Mass Squirrel Death at Zoo Leads to Poisoning Investigation


Keepers at a Japanese zoo are suspected of killing dozens of squirrels after giving them medicine used to kill parasites.

Tokyo’s Inokashira Park Zoo has launched a probe into the incident after the medicine, which included three chemicals, was given to the rodents on December 4. Zookeepers also sprayed their nest boxes with insecticide during the treatment, according to a statement posted by the zoo.

The first squirrel died on the same day after the medicine was given. Many others followed. In total, 31 squirrels have died as of Monday.

Rodents like squirrels can suffer from various parasites that affect their health, but these can be kept at bay with preventive treatment. Parasite treatment can be given to rodents in various ways, including a spot-on treatment where it is applied to the animal’s skin, and through an injection.

Although the exact details of the incident remain unclear, the zoo issued a statement admitting that keepers had given the squirrels the chemicals shortly before they died.

“We captured all 40 Japanese squirrels in Building A of the Squirrel Breeding Building and injected them with medicine to exterminate parasites on their body surfaces in order to maintain hygiene for the Japanese squirrels we were keeping,” a zoo statement said.

It went on: “We also sprayed insecticides on the hives that had been placed inside the cages. Afterwards, 40 animals were returned to their cages, but one animal was found to have some abnormalities and died within the same day. The next day, there were still dead and unwell individuals.”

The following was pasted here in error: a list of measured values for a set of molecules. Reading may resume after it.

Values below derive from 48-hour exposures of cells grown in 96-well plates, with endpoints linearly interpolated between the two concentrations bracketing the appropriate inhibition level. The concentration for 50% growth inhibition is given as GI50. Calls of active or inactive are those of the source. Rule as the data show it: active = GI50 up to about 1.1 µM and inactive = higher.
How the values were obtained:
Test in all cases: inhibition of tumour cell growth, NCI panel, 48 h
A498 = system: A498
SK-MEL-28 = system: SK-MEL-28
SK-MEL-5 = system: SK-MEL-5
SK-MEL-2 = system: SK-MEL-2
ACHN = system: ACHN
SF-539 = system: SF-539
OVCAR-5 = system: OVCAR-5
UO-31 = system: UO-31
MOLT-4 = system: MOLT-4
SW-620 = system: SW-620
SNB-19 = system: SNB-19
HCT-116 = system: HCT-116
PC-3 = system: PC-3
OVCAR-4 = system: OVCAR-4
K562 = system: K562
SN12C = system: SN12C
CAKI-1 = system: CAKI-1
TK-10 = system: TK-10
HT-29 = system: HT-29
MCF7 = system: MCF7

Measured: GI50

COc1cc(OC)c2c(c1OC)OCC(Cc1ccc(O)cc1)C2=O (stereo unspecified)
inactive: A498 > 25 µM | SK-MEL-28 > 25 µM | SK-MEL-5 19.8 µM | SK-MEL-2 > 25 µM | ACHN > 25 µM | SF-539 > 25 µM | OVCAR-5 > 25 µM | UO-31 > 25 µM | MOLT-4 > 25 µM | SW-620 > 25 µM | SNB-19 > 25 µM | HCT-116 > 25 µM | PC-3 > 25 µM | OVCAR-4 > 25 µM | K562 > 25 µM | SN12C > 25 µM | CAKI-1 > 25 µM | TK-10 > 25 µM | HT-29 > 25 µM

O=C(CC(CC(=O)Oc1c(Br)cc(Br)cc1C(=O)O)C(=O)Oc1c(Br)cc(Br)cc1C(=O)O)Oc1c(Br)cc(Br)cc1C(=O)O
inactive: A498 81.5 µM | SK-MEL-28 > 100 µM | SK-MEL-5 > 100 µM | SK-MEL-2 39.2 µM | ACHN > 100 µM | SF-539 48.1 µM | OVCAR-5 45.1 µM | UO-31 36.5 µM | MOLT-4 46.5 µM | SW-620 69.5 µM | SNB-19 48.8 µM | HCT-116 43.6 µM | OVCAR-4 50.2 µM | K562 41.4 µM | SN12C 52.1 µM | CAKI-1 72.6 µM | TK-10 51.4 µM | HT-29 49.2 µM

A map showing the location of the Inokashira Park Zoo in Tokyo, Japan. A total of 31 squirrels were found dead there after they were given a treatment intended to kill parasites.Map: Ian RandallCreated with Datawrapper
A map showing the location of the Inokashira Park Zoo in Tokyo, Japan. A total of 31 squirrels were found dead there after they were given a treatment intended to kill parasites. Map: Ian RandallCreated with Datawrapper

Newsweek has contacted representatives from the Inokashira Park Zoo via email for a comment.

The statement said that the three types of drugs used had been used before and were used according to the instructions. But it added that “the possibility of poisoning from the drugs cannot be ruled out, so the animals on display and in the hospital were kept at rest and their progress was observed. However, as of the morning of December 11th, a total of 31 animals had died.”

The zoo said the surviving squirrels had already been put back on display. Following the incident, keepers cleaned the animals’ facility for safety purposes.

“We will endeavor to determine the cause of death through pathological tests and other means, and will notify you as soon as the facts are known,” the statement read.

The species of squirrel kept by the zoo are native to Japan and can be found across the country as well as some of its smaller surrounding islands. The species can be found in forests and suburban environments. Japan is home to three squirrel species in total—the Japanese flying squirrel, the Japanese squirrel and the Japanese giant flying squirrel.

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This article by Robyn White was first published by Newsweek on 12 December 2023. Lead Image: A stock photo shows a Japanese squirrel holding a nut. A zoo in Tokyo accidentally killed 31 squirrels while administering a parasite treatment. MU_MU_/GETTY.





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